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MGT 445 Week 3 DQ 1

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What is integrative bargaining? What are the key differences between integrative bargaining and
distributive bargaining? When might integrative bargaining be counter productive? Explain your
answer.
What is distributive bargaining?
Distributive bargains or distributive negotiations are win-lose, claiming value, or zero-sum negotiations; in
other words a competitive negotiation strategy where one party's gain is the other party's loss. The goal in
distributive bargaining is not to assure both sides win, but rather that one side wins as much as it can,
which generally means that the other side will lose, or at least get less than it had wanted. The parties
assume that there is not enough to go around, and they cannot "expand the pie," so the more one side
gets, the less the other side gets. Distributive bargaining tactics rarely assume the pie will divided in half.
When is distributive bargaining appropriate to use? Explain why.
Distributive bargaining is the approach to bargaining or negotiation that is used when the parties are trying
to divide something up or distribute something. It contrasts with integrative bargaining in which the parties
are trying to make more of something.
Common tactics include trying to gain an advantage by insisting on negotiating on one's own home ground;
having more negotiators than the other side, using tricks and deception to try to get the other side to
concede more than you concede; making threats or issuing ultimatums; generally trying to force the other
side to give in by overpowering them or outsmarting them, not by discussing the problem as an equal (as is
done in integrative bargaining).
What might be the effect of distributive bargaining on long-term relationships?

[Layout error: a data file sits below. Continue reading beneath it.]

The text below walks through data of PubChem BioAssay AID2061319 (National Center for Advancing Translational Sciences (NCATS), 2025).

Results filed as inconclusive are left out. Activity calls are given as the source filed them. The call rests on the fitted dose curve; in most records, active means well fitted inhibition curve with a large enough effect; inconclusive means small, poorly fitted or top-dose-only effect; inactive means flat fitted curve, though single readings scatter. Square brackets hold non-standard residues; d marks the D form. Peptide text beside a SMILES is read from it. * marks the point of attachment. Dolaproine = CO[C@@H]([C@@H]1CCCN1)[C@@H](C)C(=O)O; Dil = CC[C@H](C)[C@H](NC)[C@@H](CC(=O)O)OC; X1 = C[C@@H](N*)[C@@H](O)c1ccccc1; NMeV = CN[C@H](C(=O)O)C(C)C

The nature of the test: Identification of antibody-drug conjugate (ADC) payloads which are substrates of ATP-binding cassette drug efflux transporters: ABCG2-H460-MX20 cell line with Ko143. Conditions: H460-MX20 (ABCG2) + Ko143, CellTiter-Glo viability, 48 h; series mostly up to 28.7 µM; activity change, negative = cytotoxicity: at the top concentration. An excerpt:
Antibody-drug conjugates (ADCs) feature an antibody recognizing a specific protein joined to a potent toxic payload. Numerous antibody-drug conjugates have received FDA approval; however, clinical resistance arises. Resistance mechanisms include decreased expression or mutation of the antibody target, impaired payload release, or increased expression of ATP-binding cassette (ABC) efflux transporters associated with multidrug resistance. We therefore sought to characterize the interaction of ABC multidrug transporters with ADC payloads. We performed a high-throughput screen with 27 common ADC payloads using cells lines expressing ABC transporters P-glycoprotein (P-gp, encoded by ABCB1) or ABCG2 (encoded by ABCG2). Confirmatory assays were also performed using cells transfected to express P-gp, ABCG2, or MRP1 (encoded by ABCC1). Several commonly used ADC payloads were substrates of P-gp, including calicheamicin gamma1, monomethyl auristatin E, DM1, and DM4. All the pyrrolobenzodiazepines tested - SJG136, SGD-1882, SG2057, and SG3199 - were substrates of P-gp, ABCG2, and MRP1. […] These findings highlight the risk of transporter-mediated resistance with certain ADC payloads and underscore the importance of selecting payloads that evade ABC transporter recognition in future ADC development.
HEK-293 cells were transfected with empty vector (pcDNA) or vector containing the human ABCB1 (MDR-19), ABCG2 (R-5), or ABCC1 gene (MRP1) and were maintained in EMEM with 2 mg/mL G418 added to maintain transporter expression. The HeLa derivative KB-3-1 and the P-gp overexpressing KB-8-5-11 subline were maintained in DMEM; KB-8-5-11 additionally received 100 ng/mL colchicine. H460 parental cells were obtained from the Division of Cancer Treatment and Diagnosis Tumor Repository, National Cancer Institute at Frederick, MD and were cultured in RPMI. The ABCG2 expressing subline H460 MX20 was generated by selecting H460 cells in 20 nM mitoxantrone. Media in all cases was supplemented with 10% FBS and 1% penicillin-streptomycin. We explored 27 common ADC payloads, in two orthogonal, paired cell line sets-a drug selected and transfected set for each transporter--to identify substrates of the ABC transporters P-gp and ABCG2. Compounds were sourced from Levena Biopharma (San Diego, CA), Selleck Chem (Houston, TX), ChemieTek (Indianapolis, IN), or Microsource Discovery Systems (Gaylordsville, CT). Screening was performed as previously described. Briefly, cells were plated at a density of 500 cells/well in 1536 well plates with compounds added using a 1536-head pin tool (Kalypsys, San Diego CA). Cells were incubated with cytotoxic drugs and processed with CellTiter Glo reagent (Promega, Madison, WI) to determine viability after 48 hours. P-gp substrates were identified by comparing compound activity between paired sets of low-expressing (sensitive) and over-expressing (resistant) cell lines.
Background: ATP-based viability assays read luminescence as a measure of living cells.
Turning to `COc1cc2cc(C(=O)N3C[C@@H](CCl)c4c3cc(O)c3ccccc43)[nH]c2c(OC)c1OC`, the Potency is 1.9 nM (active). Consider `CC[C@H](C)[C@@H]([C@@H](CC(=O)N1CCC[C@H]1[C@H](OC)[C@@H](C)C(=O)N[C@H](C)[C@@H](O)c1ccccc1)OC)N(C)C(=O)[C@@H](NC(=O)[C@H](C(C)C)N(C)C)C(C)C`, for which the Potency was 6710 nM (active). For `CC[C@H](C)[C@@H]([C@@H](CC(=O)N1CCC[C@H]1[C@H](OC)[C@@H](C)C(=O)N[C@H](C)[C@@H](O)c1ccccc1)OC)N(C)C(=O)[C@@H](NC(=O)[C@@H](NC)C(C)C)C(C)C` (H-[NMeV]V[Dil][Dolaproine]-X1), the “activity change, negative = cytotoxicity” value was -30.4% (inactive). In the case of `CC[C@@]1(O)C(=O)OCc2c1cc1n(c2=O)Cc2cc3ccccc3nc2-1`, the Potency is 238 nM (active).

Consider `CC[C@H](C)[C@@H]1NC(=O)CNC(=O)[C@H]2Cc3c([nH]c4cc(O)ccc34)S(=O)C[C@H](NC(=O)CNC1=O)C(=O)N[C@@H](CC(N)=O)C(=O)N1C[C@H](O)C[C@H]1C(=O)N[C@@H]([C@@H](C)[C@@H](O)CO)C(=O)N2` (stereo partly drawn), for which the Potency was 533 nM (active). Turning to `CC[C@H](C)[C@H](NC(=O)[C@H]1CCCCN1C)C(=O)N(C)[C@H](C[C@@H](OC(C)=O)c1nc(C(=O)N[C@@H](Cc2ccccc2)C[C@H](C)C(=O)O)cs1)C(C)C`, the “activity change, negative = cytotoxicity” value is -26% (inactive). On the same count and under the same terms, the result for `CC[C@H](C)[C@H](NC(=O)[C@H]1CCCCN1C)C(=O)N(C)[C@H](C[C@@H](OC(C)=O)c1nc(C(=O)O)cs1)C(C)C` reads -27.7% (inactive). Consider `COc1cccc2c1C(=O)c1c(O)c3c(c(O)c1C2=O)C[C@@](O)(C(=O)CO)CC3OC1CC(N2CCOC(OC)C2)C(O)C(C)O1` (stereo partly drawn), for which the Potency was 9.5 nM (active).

The effects on a long term relationship would be catastrophic as this type of bargaining may end in the
dissolution of said relationship. If a long-term relationship is the end result then the persons involved
should take an integrative approach to distribution as well as expansion of the pie.
What is integrative bargaining?
Integrative bargaining is a negotiation strategy. It focuses on developing mutually beneficial agreements
based on the interests of the disputants such as the needs, desires, concerns, and fears important to each
side. They are the underlying reasons why people become involved in a conflict.
What are the key differences between integrative bargaining and distributive bargaining?
Key differences between integrative bargaining and distributive bargaining are that they are mutually
exclusive upon one another.
When might integrative bargaining be counterproductive? Explain your answer.
Integrative bargaining is a good way to make the issue at hand as large as possible, but ultimately the
parties must distribute its value through the negotiation process and agree who gets what. Integrative is
actually the last step of distributive bargaining and it may be counterproductive when the parties involved
begin to discuss the outcomes and one party determines how much better the other parties plan is
compared to theirs and they see the facts presented directly in front of them.
Reference:

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Lewicki, R. J., Saunders, D. M., & Barry, B. (2007). Negotiation (5th ed.). Boston, MA: McGraw Hill.

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